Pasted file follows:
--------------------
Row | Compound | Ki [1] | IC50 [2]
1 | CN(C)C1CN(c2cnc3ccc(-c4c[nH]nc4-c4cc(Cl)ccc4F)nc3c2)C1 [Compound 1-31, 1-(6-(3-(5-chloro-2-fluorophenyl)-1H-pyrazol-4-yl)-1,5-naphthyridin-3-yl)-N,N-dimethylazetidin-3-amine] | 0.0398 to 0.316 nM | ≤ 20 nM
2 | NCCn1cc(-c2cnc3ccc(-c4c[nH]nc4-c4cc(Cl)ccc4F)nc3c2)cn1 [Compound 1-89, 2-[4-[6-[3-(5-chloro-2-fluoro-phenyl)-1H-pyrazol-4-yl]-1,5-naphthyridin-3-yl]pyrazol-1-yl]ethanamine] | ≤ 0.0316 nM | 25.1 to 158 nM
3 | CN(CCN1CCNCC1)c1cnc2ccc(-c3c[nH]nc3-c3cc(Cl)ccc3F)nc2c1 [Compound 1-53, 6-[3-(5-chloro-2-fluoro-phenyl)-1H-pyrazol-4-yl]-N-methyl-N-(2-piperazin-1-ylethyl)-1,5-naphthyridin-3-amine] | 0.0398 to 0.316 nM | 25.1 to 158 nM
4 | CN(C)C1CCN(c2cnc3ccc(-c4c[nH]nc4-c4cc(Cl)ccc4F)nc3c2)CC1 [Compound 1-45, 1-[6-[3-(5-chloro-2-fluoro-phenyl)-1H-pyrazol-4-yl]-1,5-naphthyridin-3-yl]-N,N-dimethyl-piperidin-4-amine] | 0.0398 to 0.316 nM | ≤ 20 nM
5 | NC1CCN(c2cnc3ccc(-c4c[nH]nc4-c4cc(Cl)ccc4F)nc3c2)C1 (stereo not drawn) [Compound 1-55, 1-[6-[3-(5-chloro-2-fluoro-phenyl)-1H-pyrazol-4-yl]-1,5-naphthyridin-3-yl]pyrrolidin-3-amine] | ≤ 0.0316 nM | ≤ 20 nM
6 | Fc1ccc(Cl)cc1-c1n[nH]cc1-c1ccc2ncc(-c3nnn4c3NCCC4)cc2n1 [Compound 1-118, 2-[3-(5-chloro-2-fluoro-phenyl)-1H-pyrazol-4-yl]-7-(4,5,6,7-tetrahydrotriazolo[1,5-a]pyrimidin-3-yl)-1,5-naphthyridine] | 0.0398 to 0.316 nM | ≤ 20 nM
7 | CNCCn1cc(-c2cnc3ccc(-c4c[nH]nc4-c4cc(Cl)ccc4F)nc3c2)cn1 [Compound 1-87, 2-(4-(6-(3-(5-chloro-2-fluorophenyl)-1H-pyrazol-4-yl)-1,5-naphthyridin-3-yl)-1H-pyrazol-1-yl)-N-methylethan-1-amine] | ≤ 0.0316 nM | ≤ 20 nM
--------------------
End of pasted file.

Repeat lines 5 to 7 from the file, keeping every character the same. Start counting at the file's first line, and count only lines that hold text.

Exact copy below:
4 | CN(C)C1CCN(c2cnc3ccc(-c4c[nH]nc4-c4cc(Cl)ccc4F)nc3c2)CC1 [Compound 1-45, 1-[6-[3-(5-chloro-2-fluoro-phenyl)-1H-pyrazol-4-yl]-1,5-naphthyridin-3-yl]-N,N-dimethyl-piperidin-4-amine] | 0.0398 to 0.316 nM | ≤ 20 nM
5 | NC1CCN(c2cnc3ccc(-c4c[nH]nc4-c4cc(Cl)ccc4F)nc3c2)C1 (stereo not drawn) [Compound 1-55, 1-[6-[3-(5-chloro-2-fluoro-phenyl)-1H-pyrazol-4-yl]-1,5-naphthyridin-3-yl]pyrrolidin-3-amine] | ≤ 0.0316 nM | ≤ 20 nM
6 | Fc1ccc(Cl)cc1-c1n[nH]cc1-c1ccc2ncc(-c3nnn4c3NCCC4)cc2n1 [Compound 1-118, 2-[3-(5-chloro-2-fluoro-phenyl)-1H-pyrazol-4-yl]-7-(4,5,6,7-tetrahydrotriazolo[1,5-a]pyrimidin-3-yl)-1,5-naphthyridine] | 0.0398 to 0.316 nM | ≤ 20 nM